Patrick Pait, Robeson County’s attorney, declined to comment about the petition, citing a policy prohibiting public comment regarding a pending legal matter. He did say the county has filed its reply and no hearing date has been set.

“This is still in the early stages,” Ruby said. “We haven’t submitted our reply brief yet. The Planning Commission and Board of Commissioners both unanimously approved the permit after a thorough process with extensive public participation. They carefully considered all of the public comments and issues that were raised at multiple public hearings. They reached an appropriate and well-informed decision based on the requirements of the ordinance.”

The Federal Energy Regulatory Commission approval ruling of Oct. 13 also is being challenged by NC WARN, a Durham-based nonprofit that addresses “the climate crisis and other hazards posed by electricity generation.”

NC WARN is one of 20 organizations that have filed with FERC for a rehearing of the approval decision, said John Runkle, an NC WARN attorney.

“Either the FERC agrees to a rehearing or we take them to court,” Runkle said.

The nonprofit opposes the ACP for several reasons, he said. Chief among them is the threat methane leaks pose to the climate.

The “environmental injustice” posed by the pipeline is another primary reason for NC WARN’s opposition, he said. The pipeline’s proposed path is through an inordinate amount of property inhabited by poor people who don’t have the means to fight seizure of property by the ACP partnership, according to NC WARN.

“Dominion and other big companies should not have the right and legal means to take private property for private profit,” Runkle said.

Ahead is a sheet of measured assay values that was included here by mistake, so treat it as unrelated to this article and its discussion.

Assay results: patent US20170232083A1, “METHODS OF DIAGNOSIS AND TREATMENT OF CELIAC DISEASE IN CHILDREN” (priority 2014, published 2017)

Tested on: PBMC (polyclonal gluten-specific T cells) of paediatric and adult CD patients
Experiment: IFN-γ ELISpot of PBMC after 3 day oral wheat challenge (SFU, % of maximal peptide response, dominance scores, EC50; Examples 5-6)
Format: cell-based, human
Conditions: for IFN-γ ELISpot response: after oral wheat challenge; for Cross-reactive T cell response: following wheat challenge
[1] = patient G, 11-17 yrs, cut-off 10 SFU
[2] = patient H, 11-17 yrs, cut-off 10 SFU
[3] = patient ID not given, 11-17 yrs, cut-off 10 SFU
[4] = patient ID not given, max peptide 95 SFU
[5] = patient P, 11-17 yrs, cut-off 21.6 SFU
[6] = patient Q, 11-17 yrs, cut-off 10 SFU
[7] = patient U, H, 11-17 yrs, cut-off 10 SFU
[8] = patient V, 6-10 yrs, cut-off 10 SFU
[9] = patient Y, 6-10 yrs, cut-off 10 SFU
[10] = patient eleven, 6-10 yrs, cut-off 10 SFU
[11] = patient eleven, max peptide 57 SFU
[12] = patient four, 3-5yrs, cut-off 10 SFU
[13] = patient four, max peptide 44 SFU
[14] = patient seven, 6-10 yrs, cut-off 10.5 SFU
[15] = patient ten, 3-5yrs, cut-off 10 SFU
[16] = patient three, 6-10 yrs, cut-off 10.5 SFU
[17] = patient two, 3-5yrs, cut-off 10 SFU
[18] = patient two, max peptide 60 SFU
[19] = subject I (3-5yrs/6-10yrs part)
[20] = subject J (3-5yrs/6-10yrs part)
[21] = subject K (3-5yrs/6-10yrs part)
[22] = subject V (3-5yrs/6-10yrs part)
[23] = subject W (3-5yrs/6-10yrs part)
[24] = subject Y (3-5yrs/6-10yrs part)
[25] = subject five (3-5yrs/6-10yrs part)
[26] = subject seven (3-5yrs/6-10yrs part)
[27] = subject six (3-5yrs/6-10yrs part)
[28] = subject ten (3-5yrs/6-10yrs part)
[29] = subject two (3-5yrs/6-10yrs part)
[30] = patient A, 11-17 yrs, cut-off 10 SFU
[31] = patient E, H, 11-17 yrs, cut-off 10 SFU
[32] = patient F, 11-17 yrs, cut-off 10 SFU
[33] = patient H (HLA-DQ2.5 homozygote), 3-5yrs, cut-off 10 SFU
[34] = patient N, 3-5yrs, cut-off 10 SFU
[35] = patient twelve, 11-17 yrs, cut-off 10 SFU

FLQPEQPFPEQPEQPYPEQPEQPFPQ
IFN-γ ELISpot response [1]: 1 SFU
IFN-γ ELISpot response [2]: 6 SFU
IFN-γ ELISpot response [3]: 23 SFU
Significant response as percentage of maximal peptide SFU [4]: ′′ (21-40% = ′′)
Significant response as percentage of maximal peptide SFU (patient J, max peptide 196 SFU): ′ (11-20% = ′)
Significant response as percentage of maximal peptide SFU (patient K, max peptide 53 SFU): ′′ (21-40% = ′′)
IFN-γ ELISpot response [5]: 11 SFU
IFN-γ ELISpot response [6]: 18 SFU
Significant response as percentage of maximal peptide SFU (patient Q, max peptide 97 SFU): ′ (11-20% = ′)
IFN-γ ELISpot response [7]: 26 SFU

NC WARN also agrees with environmental-defense organizations that see the pipeline as a threat to natural areas and the quality of drinking water, he said.

Robeson County factored into opposition voiced by The Alliance to Protect Our People and Places We Live after the N.C. DEQ issued in late October a fourth letter asking for more information from the pipeline’s builders as part of the agency’s water quality certification process.

A written statement from the group reads in part, “The location and status of the proposed endpoint of the pipeline in Robeson County has been highly controversial. It is located in the heart of the Native American community at gateways to Prospect and Pembroke, two of the oldest Indian communities in the U.S. Unlike proposed pipeline development in neighboring Cumberland County, the Robeson County location is in the middle of a well-populated area that already hosts two other pipelines and a compressor station. Further development will make it one of the most high-risk areas to live along the entire 600-mile route of the proposed pipeline.”

The ACP pipeline has been widely supported by business and political leaders who say the project will lower energy costs and boost economic development. The supporters say it is needed for clean energy and to attract industry that wants access to natural gas. The pipeline’s owners would pay property taxes on its infrastructure.

John Runkle
http://www.robesonian.com/wp-content/uploads/2017/12/web1_Aaron-Ruby_1-2.jpgJohn Runkle

http://www.robesonian.com/wp-content/uploads/2017/12/web1_John-Runkle_1.jpg

By T.C. Hunter

Managing editor

Reach T.C. Hunter by calling 910-816-1974 or via email at tchunter@robesonian.com.

Reach T.C. Hunter by calling 910-816-1974 or via email at tchunter@robesonian.com.